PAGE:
A perfectly free market economy and the cycle of buyouts is one that every capitalist nation experiences. There’s no saying which is good and which is bad; every sector in every economy goes through the same cycle. While critics have argued that free markets have more economic boons, in India, liberalisation and buyout proved more profitable. Especially in the tech, auto and banking sectors.
Why is that? Let’s understand it in detail.
What are free markets?
In a free market economy, the law of supply and demand regulates production and labour. Companies sell goods and services at the highest price consumers are willing to pay, while workers earn the highest wages companies are willing to pay for their services. Sounds good so far?
Take mobile phones for example. The company Xiaomi introduces phones with new features every 6 months. This means that if you bought a Mi phone 3 months after it was launched, in another 3 months, some of its features will be obsolete. Since people prefer to buy the latest phones on the market packed with the best specs, its price will be the highest on Day 1. Thus high demand -> high price. This is known as Skimming strategy. After a couple of weeks, as newer models enter the market, the demand for the older version will reduce. Thus reducing its price; low demand -> low price. Now there are 10 companies in the market selling mobile phones with similar features. This means that the buyer has the option of weighing the specs and price of each company’s phone and deciding which to buy. In lieu of such competition, and in order to increase sales, Xiaomi may either raise the quality of its phones or further reduce their price plus.
This is the simple law of free market; wherein the price of a product is determined by its demand and supply; which in turn are influenced by competition and quality. Free markets are best preferred in the tech or auto industry because a) the world runs on technology and it must be made reasonably accessible and b) even a 5% reduction in the price of Rs 50,000 gadget is very valuable.
What are buyouts?
A buyout is the purchase of a company’s shares in which the acquiring party gains the controlling interest of the targeted firm. Let’s take the example of the Walmart-Flipkart deal. Walmart bought 77% stake in Flipkart, which was a loss-making company. Why? A buyout may occur because the purchaser believes it will receive financial and strategic benefits, such as higher revenues, easier entry into new markets, less competition or improved operational efficiency. In the case of Walmart, it was expecting access to the Indian market – one of the world’s fastest-growing markets.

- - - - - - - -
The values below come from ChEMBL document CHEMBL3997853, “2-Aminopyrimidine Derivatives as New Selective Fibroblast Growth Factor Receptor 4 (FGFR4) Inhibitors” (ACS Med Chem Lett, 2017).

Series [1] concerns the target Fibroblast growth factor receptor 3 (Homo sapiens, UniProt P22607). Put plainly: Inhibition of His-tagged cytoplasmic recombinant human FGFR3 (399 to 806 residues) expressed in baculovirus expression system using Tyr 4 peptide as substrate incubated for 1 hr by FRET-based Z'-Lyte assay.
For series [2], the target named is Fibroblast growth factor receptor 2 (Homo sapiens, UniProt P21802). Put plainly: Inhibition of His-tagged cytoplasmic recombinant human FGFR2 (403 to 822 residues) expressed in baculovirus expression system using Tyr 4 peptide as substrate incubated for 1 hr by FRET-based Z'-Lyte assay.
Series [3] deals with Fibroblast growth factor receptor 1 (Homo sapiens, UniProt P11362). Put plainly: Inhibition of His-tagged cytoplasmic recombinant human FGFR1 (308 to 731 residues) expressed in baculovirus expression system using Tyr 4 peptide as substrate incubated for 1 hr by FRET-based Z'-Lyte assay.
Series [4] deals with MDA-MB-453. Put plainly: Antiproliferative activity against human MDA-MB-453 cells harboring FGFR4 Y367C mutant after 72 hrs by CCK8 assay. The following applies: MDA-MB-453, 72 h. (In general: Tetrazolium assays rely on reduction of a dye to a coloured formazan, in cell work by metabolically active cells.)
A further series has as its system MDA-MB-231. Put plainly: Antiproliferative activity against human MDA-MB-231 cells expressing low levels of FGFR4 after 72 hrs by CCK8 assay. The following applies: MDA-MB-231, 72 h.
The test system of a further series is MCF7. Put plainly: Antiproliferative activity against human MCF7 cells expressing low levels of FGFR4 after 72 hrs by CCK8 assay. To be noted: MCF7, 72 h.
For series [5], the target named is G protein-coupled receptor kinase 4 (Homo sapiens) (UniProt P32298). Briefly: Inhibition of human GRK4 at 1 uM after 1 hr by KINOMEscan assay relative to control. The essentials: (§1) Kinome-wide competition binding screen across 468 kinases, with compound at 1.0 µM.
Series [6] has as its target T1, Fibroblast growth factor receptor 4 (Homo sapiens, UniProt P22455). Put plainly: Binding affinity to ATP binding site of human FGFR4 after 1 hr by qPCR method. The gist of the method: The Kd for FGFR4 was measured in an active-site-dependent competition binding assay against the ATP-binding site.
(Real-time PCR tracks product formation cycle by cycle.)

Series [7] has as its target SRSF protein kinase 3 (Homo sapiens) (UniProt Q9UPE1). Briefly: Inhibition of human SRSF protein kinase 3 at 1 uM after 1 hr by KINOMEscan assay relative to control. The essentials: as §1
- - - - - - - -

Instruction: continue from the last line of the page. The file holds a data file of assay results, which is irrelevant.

Buyouts may also be profitable to the acquired company because a) acquiring firms have more resources to invest and b) there’s a general belief that acquisitions bring in more efficiency and this feeling can lead to increased sales. Plus with the 23% stake left with Flipkart, that much percent of the profits will now come to India; which is great because the company was any way making losses.
How are buyouts and free markets related?
As soon as news for the buyout came, Walmart’s shares fell by over 4%. This is because analysts realise that a loss-making company does not make profits as soon as it’s taken over. “As Flipkart is expected to generate meaningful losses for at least the next few years, this is clearly an investment for the future,” Moody’s analyst Charlie O’Shea said.
However, Walmart is now planning to trade Flipkart’s shares on the market. Selling stake to the public is the way private firms enter the free market. Depending on the financial reports of the company, merger and acquisitions and management, the demand for the share will either increase or decrease. And as the law for free markets goes, the share price will depend on demand and supply.
Thus most buyout companies that trade of the stock market will be a part of the free market cycle. Moreover, their products and services, like phones, online shopping etc, are all subject to competition, quality, and bandwagon. Thus their prices will keep fluctuating in the free market.